Palladium an attractive investment: -Norilsk
LONDON (Reuters) - Palladium is an appealing investment because future jewelry and industrial demand will be strong, Norilsk Nickel (GMKN.MM), the world's largest palladium producer, told the Reuters Global Mining and Steel Summit.
"For many people it is an attractive investment opportunity because of very healthy demand," Norilsk Marketing Director Anton Berlin said in response to a question on whether volumes flowing into exchange traded commodity funds would be maintained
"Jewelry will be an important part of demand, its industrial use is diverse and sustainable," he said.
A U.S.-based subsidiary of London's ETF Securities launched a U.S.-based palladium-backed exchange traded product in early January.
ETF's Physical Palladium Shares (PALL.P) saw inflows of nearly 440,000 ounces in its first month of open trading -- worth nearly $200 million at today's prices -- and its holdings stood at 469,793 ounces as of last Thursday.
Investment demand helped push spot palladium to $480 an ounce late last week, its highest since March 2008 and a gain of 200 percent since December 2008, when fears of economic recession drove the price below $160 an ounce.
Palladium has also been boosted by expectations of economic recovery and worries about supplies from South Africa.
Demand has recovered because of "cash-for-clunkers" incentive schemes, initiated by some governments to boost demand and confidence.
Palladium is used to make catalytic converters that clean car emissions. Converters in gasoline driven cars have a higher proportion of palladium than those in diesel engines.
Sister-metal platinum is also used in converters. High platinum prices have accelerated the search for technology that uses less platinum and more palladium.
"In the diesel sector, the share of palladium is increasing," Berlin said. "China and India are potentially huge markets."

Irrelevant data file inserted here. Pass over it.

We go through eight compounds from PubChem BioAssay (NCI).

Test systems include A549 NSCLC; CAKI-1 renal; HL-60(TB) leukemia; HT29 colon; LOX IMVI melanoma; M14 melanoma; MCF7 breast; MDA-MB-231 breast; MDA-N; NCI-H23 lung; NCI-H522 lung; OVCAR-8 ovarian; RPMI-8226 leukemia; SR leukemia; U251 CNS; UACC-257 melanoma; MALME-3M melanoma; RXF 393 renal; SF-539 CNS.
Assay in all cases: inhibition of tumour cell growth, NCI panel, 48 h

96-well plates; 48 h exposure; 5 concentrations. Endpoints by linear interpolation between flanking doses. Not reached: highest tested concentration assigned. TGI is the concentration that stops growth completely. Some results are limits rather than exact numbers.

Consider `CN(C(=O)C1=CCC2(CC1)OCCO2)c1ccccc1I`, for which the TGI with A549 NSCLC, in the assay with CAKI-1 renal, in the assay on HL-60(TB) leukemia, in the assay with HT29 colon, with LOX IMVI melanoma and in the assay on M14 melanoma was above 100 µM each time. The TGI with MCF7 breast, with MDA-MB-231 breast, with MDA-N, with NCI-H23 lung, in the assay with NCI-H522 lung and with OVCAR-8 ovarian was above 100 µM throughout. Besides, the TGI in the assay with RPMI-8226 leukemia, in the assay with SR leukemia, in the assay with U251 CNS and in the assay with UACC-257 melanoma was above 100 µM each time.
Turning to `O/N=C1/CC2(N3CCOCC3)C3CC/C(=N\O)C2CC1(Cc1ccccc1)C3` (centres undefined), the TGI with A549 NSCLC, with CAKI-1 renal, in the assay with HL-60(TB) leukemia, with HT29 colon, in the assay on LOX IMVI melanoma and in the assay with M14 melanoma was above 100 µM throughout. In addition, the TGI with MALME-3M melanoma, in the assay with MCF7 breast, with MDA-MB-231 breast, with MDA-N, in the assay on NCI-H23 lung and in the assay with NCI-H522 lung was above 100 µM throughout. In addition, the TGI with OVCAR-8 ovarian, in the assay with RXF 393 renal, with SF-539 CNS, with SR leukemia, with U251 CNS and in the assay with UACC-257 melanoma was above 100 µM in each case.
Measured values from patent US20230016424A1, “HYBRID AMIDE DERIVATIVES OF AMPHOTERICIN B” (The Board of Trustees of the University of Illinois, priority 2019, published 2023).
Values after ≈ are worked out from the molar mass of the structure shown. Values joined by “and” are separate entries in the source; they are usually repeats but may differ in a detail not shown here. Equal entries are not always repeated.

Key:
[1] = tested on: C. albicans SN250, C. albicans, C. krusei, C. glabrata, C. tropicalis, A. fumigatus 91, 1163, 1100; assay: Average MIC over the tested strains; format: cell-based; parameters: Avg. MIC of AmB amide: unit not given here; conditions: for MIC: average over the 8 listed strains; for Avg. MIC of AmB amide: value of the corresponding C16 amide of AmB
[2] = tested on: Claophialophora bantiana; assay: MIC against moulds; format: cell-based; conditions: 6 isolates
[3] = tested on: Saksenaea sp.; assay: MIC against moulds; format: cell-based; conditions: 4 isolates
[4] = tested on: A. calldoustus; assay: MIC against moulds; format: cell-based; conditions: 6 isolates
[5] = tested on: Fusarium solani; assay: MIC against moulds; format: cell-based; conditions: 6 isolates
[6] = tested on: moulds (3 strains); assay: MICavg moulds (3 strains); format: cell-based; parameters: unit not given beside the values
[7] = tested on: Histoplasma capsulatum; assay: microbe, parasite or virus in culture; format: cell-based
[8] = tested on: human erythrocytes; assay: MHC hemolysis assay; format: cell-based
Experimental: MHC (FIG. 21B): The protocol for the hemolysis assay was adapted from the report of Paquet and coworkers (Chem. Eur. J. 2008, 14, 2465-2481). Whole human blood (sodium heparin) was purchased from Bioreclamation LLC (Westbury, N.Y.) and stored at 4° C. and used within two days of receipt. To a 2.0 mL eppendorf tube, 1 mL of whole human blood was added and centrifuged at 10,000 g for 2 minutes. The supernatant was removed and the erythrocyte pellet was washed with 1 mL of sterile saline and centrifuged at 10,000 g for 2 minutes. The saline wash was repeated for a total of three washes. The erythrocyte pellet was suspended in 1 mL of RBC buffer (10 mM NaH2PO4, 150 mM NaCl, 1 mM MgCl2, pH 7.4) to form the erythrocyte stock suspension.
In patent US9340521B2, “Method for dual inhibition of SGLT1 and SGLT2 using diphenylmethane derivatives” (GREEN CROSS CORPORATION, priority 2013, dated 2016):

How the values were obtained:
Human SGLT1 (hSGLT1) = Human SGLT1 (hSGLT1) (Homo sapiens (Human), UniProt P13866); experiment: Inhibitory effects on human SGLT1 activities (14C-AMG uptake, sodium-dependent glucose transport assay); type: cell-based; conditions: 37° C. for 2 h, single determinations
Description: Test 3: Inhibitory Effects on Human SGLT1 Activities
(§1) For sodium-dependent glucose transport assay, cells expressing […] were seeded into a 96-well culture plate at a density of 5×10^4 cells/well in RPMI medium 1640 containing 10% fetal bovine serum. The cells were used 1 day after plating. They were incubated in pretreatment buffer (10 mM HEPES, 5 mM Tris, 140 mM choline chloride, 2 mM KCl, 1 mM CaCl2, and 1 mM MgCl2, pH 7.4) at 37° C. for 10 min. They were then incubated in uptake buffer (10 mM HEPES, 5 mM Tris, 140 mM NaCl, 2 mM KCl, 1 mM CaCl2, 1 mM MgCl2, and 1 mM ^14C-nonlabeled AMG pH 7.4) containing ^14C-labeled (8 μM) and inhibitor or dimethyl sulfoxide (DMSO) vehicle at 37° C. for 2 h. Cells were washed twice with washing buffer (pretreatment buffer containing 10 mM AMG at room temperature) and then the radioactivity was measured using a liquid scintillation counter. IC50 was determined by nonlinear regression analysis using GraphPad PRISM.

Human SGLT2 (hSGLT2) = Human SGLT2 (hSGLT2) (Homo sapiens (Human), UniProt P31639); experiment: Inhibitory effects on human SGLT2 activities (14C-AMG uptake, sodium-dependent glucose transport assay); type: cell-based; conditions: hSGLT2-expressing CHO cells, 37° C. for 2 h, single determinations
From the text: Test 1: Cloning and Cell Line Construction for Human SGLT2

Both countries have a growing middle class, which covets the luxuries of its Western counterparts.
China's passenger car sales in February jumped 55 percent from a year earlier as policy incentives lured buyers into showrooms, an official industry association said on Tuesday.
Berlin declined to forecast future palladium prices.
"We don't give forecasts, our customers don't appreciate it," he said, adding that potentially stronger Russian demand for palladium would not change the global picture.
"It's easier for Norilsk to supply domestically because of logistics. I wouldn't say it's an increase in the overall market, it's more of a shift."
Berlin said he did not know what Russian government stockpiles of palladium were, but that there were indirect indications -- about 1 million ounces or less last year compared with historical levels of about 2 to 3 million ounces."
Norilsk's 2009 full year data is not yet available.
But total metals sales revenues were $11.8 billion in 2008, down 26 percent year-on-year, due to lower prices of metals, mainly nickel, which accounts for more than half of the sales, and a decline of sales volumes.
Palladium accounted for 11 percent of this figure ($1.3 billion or 3.4 million ounces) and platinum for 12 percent ($1.4 billion or 0.9 million ounces).
Refiner Johnson Matthey estimates global palladium demand at 6.52 million ounces in 2009 and supply at 7.175 million ounces.
(Addition reporting by Jan Harvey and Aleksandras Budrys; editing by Sue Thomas)
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